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New York University & Columbia University would lose tax exempt status under newly introduced bill

NYU & Columbia would lose tax exempt status under newly introduced bill
NYU & Columbia would lose tax exempt status under newly introduced bill 02:23

NEW YORK -- New York University and Columbia University are in danger of losing their tax exempt status, which translates to hundreds of millions of dollars a year.

Columbia and NYU are known for many things -- excellent education, beautiful campuses, and not paying property taxes. According to the state constitution, they don't have to. But that could soon change.

"We're standing here speaking about two institutions whose combined endowments are valued at north of $20 billion," Queens Assemblyman Zohran Mamdani said.

A bill being introduced by Mamdani would repeal the tax exempt status of private universities that received property tax exemptions of $100 million or more during the prior year. Columbia and NYU fall into that category; together, they saved $327 million in tax breaks.

The tax revenue would go to fund CUNY schools, which serve 225,000 local students and are facing 3% budget cuts.

Both institutions have spoken out against the bill.

NYU spokesman John Beckman tells CBS New York, "NYU has a strong robust record of commitment to conducting programs that are vital to the well-being of New York City. If tax exempt status were to change, we would be forced to rethink much of the way we operate."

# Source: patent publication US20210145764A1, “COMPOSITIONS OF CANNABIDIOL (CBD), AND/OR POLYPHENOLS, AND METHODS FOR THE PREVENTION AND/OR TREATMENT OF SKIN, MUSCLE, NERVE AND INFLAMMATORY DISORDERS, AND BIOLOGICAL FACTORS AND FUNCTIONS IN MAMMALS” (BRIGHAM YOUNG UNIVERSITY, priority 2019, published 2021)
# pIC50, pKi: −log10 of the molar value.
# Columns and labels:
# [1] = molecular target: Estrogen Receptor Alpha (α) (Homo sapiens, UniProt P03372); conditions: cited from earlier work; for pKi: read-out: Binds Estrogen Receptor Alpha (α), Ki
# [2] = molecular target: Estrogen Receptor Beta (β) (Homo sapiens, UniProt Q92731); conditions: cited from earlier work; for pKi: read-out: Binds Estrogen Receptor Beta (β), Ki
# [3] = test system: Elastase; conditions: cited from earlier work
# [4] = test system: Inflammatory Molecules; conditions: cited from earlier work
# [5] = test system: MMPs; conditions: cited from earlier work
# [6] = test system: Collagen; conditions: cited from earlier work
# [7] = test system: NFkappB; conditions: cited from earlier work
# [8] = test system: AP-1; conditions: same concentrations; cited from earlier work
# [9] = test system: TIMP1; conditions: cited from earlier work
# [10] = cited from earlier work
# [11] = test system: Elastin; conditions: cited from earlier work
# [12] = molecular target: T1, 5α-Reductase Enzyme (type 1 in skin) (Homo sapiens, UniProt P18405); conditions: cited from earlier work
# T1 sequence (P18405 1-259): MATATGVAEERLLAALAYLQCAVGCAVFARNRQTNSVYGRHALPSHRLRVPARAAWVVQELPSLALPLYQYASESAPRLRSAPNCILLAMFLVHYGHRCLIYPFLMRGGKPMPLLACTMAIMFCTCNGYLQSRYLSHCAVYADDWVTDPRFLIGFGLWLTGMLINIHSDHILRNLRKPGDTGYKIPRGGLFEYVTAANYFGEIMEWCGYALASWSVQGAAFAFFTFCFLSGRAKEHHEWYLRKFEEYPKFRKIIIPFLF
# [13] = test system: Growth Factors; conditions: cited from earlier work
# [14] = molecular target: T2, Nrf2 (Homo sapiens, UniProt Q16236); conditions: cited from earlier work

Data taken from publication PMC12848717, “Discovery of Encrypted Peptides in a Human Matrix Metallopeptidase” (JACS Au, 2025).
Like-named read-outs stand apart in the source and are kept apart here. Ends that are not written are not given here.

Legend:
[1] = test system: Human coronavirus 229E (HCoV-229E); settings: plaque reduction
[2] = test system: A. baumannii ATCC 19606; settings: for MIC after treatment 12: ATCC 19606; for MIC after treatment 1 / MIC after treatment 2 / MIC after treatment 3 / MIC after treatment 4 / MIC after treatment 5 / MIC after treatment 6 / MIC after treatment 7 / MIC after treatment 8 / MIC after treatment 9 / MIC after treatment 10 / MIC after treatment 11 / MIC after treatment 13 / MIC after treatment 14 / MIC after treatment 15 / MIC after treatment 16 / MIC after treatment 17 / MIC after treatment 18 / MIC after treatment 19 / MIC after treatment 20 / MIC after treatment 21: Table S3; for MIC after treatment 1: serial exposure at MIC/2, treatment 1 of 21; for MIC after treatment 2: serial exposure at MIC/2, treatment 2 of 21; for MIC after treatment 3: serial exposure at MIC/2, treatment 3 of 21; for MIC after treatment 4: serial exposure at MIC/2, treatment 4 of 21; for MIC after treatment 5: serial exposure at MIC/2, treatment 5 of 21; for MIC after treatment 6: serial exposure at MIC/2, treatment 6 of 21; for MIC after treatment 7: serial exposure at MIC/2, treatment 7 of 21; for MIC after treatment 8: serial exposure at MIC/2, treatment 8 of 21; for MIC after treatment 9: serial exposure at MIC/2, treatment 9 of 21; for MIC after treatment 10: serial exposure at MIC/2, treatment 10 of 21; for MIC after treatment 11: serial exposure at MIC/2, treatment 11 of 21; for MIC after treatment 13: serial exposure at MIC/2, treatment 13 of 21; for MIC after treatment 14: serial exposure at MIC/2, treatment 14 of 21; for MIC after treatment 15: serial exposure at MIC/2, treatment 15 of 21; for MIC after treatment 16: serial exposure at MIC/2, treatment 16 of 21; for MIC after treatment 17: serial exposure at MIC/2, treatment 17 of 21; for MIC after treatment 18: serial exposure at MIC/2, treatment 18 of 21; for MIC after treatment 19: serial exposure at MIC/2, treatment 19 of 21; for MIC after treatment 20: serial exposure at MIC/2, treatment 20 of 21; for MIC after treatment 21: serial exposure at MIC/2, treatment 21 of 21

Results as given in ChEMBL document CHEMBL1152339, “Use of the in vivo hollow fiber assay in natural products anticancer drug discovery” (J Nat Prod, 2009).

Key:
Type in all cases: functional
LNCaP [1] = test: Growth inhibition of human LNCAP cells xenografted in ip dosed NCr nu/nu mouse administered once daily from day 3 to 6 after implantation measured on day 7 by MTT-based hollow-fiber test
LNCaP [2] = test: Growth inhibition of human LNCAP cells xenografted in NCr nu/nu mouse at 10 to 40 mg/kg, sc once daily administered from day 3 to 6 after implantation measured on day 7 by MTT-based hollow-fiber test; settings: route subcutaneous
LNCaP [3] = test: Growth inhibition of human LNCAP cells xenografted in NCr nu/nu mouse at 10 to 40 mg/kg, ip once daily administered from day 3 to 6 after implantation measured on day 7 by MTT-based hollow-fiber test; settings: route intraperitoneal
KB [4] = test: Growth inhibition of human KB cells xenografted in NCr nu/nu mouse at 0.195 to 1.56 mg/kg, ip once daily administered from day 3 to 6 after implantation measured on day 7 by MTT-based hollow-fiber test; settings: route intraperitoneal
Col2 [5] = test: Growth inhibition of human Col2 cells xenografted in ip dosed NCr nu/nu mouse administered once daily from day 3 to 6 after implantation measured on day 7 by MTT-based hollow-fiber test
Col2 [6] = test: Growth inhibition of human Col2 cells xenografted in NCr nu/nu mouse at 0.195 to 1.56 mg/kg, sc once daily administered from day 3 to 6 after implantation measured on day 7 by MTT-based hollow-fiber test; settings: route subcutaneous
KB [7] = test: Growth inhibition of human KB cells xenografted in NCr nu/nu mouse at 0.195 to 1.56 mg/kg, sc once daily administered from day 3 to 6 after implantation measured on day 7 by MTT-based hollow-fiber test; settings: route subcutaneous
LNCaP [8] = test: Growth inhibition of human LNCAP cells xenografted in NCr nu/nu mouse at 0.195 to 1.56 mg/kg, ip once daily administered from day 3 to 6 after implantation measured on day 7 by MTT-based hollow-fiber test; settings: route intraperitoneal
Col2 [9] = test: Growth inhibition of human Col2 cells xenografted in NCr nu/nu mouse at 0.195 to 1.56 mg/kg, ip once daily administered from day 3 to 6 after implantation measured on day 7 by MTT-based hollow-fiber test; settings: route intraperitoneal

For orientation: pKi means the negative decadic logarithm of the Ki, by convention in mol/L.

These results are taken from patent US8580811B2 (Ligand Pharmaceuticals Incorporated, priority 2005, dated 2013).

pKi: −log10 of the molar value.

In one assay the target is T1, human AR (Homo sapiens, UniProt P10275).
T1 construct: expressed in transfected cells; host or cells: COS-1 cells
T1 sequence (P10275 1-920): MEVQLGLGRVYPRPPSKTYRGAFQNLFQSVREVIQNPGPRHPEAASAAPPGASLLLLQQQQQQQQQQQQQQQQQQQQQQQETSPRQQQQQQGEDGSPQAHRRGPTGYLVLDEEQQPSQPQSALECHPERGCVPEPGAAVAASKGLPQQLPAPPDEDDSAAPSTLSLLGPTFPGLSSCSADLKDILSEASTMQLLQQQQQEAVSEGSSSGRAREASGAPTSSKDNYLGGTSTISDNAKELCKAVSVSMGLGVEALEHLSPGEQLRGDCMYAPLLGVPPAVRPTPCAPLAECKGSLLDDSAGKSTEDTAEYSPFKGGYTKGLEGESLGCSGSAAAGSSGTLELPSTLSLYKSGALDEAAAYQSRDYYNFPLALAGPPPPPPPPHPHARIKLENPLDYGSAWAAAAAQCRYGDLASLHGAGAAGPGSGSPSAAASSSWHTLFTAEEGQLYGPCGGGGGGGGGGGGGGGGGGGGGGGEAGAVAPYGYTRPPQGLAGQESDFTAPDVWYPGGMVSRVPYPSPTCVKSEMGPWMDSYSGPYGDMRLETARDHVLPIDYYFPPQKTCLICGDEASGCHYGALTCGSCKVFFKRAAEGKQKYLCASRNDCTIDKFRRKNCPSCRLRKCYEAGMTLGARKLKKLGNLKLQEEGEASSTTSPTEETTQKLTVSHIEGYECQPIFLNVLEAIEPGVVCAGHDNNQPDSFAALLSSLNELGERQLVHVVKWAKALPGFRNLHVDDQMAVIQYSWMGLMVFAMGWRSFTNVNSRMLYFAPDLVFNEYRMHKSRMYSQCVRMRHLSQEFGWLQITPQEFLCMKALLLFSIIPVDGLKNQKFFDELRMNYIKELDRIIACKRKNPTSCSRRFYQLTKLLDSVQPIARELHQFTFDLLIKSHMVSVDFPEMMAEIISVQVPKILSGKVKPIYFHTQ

We were surprised to find students we spoke with unanimously supported the bill.

"I don't think Columbia is in a position to pass these costs onto anyone else. I think they should just own up and pay their fair share in property taxes," Columbia senior Arpita Kanrar said.

"I think that it's Columbia's responsibility as a part of New York, someone that benefits greatly from its location and has a stake in New York City, that it's the responsibility to pay their fair share ... and make sure that working class New Yorkers are able to have a high-quality education," Columbia junior Hannah Puelle said.

Because tax exemptions are written into the state constitution, the bill faces an uphill battle; it must pass both houses of the state legislature and be approved by voters before becoming law. Columbia and NYU plan to fight it every step of the way.

Columbia University did not respond to our request for comment.

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